The best plays in League of Legends competitive history

Some plays break records, others make history.

Photo via Riot Games

League of Legends is celebrating its 10-year anniversary. With season nine of pro play almost coming to an end, there have been many iconic moments throughout the game’s history that have earned players a place in the game’s history books.

These are the plays that make fans ask “where were you when this happened?” From the most minute plays to the biggest pop-offs, these few moments have defined how League has been played at its core.

This is an exhaustive list of the most ground-breaking League plays in history. The game is full of history, with thousands of competitive games to pick from, only to count a handful of plays in the end. As they happen, we’ll come back to update this list of amazing plays.

The xPeke backdoor – Intel Extreme Masters 2013

Fnatic vs. SK Gaming

Very few players can say their legacy in the game was tied to one moment in time. Even with such a successful career, Enrique “xPeke” Cedeño Martinez is one of those few. During IEM Katowice 2013, European powerhouses Fnatic and SK Gaming came up against each other in a crucial decider match to determine who would progress to the playoffs.

After a back-and-forth 55 minute thriller saw both teams launch at each other’s Nexus again and again, Fnatic’s mid laner decided to give SK Gaming’s exposed Nexus one last crack while at 25 percent health. Using Kassadin’s mobility to the absolute max, xPeke finished it off with not a frame to spare in arguably the game’s most iconic play.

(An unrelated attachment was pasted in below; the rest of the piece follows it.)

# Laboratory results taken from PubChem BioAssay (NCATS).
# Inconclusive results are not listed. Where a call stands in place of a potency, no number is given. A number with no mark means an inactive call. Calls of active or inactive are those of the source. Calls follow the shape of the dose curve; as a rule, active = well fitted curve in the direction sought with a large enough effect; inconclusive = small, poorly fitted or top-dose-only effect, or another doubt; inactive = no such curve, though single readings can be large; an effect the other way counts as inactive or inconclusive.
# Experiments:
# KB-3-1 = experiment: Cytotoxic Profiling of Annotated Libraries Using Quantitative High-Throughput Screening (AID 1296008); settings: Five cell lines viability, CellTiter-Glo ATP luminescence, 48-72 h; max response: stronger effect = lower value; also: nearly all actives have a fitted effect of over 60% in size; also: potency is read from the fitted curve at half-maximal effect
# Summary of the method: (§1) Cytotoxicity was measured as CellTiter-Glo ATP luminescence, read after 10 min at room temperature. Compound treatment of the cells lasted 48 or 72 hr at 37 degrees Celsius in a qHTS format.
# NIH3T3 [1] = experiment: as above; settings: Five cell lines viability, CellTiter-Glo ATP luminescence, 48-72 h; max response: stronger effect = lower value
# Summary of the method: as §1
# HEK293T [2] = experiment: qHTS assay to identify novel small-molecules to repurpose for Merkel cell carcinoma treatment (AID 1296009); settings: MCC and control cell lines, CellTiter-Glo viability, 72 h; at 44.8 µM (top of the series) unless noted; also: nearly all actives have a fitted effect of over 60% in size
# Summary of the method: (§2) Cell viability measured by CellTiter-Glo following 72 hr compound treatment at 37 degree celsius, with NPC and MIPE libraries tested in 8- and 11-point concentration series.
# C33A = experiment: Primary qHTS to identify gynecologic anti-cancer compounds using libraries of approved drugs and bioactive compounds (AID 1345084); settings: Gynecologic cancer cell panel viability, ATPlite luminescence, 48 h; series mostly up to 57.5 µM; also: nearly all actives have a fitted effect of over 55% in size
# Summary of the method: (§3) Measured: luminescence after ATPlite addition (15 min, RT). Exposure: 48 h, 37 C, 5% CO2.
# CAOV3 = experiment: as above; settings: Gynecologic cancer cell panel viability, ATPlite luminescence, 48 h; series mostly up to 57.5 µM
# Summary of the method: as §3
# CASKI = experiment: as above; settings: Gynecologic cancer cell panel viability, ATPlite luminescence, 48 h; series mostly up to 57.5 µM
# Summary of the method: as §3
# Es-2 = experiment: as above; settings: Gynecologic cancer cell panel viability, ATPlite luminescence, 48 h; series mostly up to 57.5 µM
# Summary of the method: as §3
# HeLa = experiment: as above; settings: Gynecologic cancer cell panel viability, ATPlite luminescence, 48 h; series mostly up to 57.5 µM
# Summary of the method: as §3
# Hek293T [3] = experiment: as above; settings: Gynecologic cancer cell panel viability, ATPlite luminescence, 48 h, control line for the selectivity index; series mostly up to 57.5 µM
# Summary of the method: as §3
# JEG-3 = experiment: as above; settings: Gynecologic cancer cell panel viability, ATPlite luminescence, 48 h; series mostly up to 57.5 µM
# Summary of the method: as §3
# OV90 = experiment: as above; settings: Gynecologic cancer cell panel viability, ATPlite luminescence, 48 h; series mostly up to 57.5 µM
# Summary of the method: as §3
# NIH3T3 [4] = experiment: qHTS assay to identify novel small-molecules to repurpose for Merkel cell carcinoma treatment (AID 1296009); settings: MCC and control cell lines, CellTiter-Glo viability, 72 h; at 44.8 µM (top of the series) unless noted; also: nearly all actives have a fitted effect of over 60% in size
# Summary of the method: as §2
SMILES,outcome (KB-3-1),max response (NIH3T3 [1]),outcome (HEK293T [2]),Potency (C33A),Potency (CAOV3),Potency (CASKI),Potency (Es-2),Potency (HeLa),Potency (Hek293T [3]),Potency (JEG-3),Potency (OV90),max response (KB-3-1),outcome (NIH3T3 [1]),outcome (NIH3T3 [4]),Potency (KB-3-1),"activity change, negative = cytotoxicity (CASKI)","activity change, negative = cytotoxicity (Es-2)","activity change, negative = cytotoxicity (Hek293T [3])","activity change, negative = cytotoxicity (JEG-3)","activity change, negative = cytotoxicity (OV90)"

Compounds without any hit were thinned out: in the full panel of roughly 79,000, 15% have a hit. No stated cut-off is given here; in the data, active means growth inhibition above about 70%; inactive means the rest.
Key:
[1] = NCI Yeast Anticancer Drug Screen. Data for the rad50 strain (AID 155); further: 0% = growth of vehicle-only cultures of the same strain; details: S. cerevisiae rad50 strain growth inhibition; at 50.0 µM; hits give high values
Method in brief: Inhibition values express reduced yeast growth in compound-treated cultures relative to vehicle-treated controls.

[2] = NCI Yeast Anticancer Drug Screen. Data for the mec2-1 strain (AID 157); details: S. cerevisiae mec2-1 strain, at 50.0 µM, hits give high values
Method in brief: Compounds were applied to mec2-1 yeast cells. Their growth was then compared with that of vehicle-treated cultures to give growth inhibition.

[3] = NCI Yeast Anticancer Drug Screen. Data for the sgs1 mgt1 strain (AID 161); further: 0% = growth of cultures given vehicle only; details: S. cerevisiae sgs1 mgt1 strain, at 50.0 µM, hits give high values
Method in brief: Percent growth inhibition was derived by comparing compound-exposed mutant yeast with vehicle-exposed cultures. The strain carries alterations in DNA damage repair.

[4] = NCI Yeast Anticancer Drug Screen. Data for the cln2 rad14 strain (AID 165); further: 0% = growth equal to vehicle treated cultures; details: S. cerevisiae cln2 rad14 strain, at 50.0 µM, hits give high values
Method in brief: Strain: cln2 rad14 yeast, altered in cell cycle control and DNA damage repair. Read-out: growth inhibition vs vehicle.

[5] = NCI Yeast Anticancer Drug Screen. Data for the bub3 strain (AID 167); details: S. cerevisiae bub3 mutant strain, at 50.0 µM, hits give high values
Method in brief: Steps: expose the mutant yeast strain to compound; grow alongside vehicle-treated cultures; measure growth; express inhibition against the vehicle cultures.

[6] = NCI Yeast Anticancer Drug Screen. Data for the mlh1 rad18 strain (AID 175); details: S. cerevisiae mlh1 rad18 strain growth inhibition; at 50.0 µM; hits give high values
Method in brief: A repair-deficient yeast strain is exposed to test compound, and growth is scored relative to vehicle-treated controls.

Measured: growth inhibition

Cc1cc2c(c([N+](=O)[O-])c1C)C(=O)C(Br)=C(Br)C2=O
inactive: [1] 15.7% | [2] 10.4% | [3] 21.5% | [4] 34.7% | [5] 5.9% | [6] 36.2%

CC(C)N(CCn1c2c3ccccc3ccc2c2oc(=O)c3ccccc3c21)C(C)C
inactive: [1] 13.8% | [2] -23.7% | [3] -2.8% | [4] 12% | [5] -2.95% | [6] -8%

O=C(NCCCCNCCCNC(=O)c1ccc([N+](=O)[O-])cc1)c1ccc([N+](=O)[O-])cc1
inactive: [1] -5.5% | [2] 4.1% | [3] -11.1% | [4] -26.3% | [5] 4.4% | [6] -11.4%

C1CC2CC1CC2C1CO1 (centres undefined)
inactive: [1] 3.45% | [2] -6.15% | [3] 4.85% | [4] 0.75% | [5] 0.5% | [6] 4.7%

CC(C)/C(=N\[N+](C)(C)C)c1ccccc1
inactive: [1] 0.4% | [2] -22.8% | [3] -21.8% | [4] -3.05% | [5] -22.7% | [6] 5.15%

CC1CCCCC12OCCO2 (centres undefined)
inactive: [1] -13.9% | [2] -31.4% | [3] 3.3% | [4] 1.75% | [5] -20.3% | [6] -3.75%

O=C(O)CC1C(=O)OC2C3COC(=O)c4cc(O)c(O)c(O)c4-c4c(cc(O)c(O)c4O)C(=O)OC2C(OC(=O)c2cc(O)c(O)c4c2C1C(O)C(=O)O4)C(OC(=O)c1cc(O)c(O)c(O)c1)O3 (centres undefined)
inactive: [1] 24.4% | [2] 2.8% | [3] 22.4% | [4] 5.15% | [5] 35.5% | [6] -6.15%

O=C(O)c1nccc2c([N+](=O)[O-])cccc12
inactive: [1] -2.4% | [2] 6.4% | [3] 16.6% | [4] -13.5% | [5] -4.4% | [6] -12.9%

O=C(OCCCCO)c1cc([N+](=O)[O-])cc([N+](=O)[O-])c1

PraY’s snipe – Season Six World Championship

ROX Tigers vs. SK Telecom T1

SKT and ROX came into Worlds 2016 as two of the strongest teams in the world. Both heralding from Korea, they had duked it out numerous times in the 2016 LCK seasons, with ROX holding the 3-2 head-to-head advantage over SKT.

After SKT found a pick onto ROX’s Han “Peanut” Wang-ho in the mid lane, ROX were committing to a top side push with Lee “Kuro” Seo-haeng on Karma and Kim “PraY” Jong-in on Ashe. With SKT realizing that the game could end there and then, they hurried back to base to try and stop their siege. But PraY’s frame-perfect arrow onto Lee “Duke” Ho-seong’s Ekko stopped the key teleport and allowed ROX to tie up the series.

Faker vs. Ryu – Hot6 Champions Summer 2013

SK Telecom T1 vs. KT Bullets

Lee “Faker” Sang-hyeok is League’s undisputed best player of all time. While there have been many iconic plays throughout his career, none were as magnificent as his one-vs-one against KT B’s Ryu Sang-wook.